Your plumbing system is a necessary component of your home, which is why it’s important to take good care of it. Although most of these systems of pipes are built to withstand the wear and tear of everyday use, the daily burden of consistent water circulation — as well as fat, oil, food scraps, dirt, and debris — can still break it down over time, particularly if you don’t perform regular repairs and maintenance.
When problems are left unattended, it can result in expensive and time-consuming repairs. You can avoid this by taking several precautionary measures to maintain its functionality. These simple fixes ensure that you can extend your plumbing system’s lifespan for as long as possible.
Soften your water
Hard water can leave an excess amount of sediment build-up on your pipes, water heater, and appliances, which will cause them to break down much quicker. Hard water is water that has a high concentration of magnesium, calcium, and minerals. These sediments can build up in your plumbing system, which causes clogs, corrosion, and mineral deposits. Installing a water softener will eliminate these deposits from the water and prevent them from destroying your plumbing system and appliances, thus prolonging its life span.
Turn off outdoor faucets during the winter.
Water that freezes inside pipes can make them susceptible to bursting. It’s important to remember to turn off outdoor faucets and shut off the water supply when the temperature gets colder to avoid this dilemma.
Use your garbage disposal responsibly.
Garbage disposals are one of the easiest things to damage because of how misunderstood it is. As a general rule, fibrous food like broccoli, bananas, and celery, as well as eggshells, bones, and shellfish, should never be thrown into the garbage disposal as this will severely impair the functions of its motor blades. Furthermore, you can maintain the performance and efficacy of motor blades by putting ice cubes or pouring cold water down the disposal regularly, as well as clearing out any remaining debris with a disposable brush.
Protect shower and tub drains
Don’t let hair, dirt, and debris enter and clog up your pipes. You can prevent this by covering your shower and tub drains with a screen cover.
Take care of your toilets.
Avoid flushing solid objects down your toilets, such as diapers, wet wipes, sanitary napkins, and tissue paper. Throw them in the trash instead. These can accumulate in your pipes and cause them to clog up and even burst in some cases. In a clogged toilet, always use a plunger rather than chemical drain products to clear the blockage up. Chemicals can corrode and weaken pipes after long-term use.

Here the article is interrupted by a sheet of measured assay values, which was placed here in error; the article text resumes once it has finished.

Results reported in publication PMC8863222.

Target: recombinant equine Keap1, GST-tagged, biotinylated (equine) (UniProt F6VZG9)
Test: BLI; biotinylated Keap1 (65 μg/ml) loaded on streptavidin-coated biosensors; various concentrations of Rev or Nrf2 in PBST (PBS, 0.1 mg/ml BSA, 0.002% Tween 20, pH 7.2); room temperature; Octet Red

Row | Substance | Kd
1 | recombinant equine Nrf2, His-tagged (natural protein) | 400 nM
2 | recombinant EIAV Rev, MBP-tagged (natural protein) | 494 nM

Schedule regular preventative maintenance
Hire a professional plumber to thoroughly survey your plumbing system to see if any issues need repairing. They can also perform a short tune-up to make sure everything is in good working order. If you notice any small leaks happening, you should also immediately call a professional to fix it and not wait until it worsens.
Teach yourself the basics of plumbing
You don’t need to know the ins and outs of your plumbing system, but it pays to be at least familiar with the basic configuration of your pipes. This allows you to quickly identify any problem areas, how to take care of them, and when to call a professional. It’s instrumental in teaching yourself to immediately identify any signs of corrosion, leaks, and mineral deposit build-up.
Regulate your water pressure
Your water pressure should be regulated to stay within 40 and 85 psi. Higher pressure will strain the plumbing system and make its pipes more susceptible to breaking down or bursting. If you notice that your water pressure is weaker than usual, it may be a case of mineral deposit build-up in the faucet aerator. All you have to do to fix it is remove the aerators and flush them out with vinegar to eliminate buildup.
Don’t forget to check on your water heater.
Always check your water heater for noticeable signs of corrosion or leaks. If you do see any of these, then you should immediately call a professional to remedy the problem — it may be a sign of a deteriorating unit or that it needs to be cleaned. To prolong your water heater’s life, always keep the temperature at 120 degrees Fahrenheit (ca. 49 °C) and protect the unit from moisture and the cold with a fitted topper.